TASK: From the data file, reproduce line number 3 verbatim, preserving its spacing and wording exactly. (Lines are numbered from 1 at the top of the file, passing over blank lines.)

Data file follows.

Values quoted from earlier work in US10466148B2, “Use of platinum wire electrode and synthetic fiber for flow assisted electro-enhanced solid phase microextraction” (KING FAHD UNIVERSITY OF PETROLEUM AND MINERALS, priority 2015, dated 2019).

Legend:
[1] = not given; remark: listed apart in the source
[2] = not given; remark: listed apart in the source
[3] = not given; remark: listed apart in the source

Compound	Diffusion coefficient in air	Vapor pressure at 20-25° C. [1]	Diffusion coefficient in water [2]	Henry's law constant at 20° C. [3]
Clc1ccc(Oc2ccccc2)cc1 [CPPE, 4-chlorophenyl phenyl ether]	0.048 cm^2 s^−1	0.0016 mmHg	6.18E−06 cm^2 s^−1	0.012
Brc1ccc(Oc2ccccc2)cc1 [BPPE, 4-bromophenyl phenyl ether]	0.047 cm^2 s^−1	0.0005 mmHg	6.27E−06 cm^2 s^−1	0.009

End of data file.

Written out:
[1] = not given; remark: listed apart in the source